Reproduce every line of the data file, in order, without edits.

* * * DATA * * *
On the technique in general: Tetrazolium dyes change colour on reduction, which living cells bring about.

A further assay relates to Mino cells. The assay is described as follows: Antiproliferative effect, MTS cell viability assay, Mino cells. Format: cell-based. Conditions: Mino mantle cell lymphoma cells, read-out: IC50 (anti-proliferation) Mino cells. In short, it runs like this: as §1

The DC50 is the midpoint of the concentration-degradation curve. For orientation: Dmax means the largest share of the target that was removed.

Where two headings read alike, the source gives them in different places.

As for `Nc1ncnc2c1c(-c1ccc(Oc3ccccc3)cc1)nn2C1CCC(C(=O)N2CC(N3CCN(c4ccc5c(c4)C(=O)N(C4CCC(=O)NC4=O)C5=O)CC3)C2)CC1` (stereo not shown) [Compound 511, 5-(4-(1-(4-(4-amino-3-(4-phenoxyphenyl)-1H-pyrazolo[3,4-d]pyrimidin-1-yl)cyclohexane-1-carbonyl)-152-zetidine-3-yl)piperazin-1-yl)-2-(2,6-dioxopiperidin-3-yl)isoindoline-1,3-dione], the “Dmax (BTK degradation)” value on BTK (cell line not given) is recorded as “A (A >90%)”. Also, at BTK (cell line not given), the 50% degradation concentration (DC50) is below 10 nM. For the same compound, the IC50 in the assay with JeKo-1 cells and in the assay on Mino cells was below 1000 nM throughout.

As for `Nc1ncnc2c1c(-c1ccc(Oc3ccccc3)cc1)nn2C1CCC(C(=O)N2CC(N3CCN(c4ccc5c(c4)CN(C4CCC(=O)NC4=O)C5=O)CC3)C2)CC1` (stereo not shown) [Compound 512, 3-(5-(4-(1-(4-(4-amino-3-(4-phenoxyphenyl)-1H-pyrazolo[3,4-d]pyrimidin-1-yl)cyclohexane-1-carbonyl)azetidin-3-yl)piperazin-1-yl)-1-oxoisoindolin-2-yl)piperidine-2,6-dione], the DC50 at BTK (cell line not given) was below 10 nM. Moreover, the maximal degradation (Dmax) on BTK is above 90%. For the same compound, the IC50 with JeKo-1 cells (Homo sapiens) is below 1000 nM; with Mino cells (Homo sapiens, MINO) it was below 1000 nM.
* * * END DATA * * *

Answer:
On the technique in general: Tetrazolium dyes change colour on reduction, which living cells bring about.

A further assay relates to Mino cells. The assay is described as follows: Antiproliferative effect, MTS cell viability assay, Mino cells. Format: cell-based. Conditions: Mino mantle cell lymphoma cells, read-out: IC50 (anti-proliferation) Mino cells. In short, it runs like this: as §1

The DC50 is the midpoint of the concentration-degradation curve. For orientation: Dmax means the largest share of the target that was removed.

Where two headings read alike, the source gives them in different places.

As for `Nc1ncnc2c1c(-c1ccc(Oc3ccccc3)cc1)nn2C1CCC(C(=O)N2CC(N3CCN(c4ccc5c(c4)C(=O)N(C4CCC(=O)NC4=O)C5=O)CC3)C2)CC1` (stereo not shown) [Compound 511, 5-(4-(1-(4-(4-amino-3-(4-phenoxyphenyl)-1H-pyrazolo[3,4-d]pyrimidin-1-yl)cyclohexane-1-carbonyl)-152-zetidine-3-yl)piperazin-1-yl)-2-(2,6-dioxopiperidin-3-yl)isoindoline-1,3-dione], the “Dmax (BTK degradation)” value on BTK (cell line not given) is recorded as “A (A >90%)”. Also, at BTK (cell line not given), the 50% degradation concentration (DC50) is below 10 nM. For the same compound, the IC50 in the assay with JeKo-1 cells and in the assay on Mino cells was below 1000 nM throughout.

As for `Nc1ncnc2c1c(-c1ccc(Oc3ccccc3)cc1)nn2C1CCC(C(=O)N2CC(N3CCN(c4ccc5c(c4)CN(C4CCC(=O)NC4=O)C5=O)CC3)C2)CC1` (stereo not shown) [Compound 512, 3-(5-(4-(1-(4-(4-amino-3-(4-phenoxyphenyl)-1H-pyrazolo[3,4-d]pyrimidin-1-yl)cyclohexane-1-carbonyl)azetidin-3-yl)piperazin-1-yl)-1-oxoisoindolin-2-yl)piperidine-2,6-dione], the DC50 at BTK (cell line not given) was below 10 nM. Moreover, the maximal degradation (Dmax) on BTK is above 90%. For the same compound, the IC50 with JeKo-1 cells (Homo sapiens) is below 1000 nM; with Mino cells (Homo sapiens, MINO) it was below 1000 nM.